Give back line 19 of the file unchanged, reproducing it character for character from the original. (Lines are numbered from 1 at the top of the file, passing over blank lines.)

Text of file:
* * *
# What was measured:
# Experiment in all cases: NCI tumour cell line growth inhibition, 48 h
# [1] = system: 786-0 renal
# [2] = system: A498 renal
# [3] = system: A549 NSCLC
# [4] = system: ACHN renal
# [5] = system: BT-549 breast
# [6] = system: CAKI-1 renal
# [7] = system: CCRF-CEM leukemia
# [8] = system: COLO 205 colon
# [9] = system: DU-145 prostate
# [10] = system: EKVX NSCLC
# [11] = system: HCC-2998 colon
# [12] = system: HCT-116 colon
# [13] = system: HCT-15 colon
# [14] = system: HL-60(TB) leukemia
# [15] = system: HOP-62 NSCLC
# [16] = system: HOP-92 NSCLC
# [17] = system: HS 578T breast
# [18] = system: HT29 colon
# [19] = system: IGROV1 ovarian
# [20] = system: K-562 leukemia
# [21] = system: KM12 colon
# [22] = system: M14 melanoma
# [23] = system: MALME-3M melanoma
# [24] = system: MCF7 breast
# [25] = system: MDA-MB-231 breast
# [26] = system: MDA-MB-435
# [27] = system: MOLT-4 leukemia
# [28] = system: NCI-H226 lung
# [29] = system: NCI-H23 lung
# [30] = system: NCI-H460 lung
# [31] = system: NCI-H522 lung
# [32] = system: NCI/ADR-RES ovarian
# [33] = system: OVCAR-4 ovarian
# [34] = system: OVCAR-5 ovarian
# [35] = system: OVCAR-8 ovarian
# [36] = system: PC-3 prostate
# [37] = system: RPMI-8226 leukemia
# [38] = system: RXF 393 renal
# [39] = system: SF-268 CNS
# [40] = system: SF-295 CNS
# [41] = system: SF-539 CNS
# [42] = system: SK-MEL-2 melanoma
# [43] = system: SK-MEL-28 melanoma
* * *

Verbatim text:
# [17] = system: HS 578T breast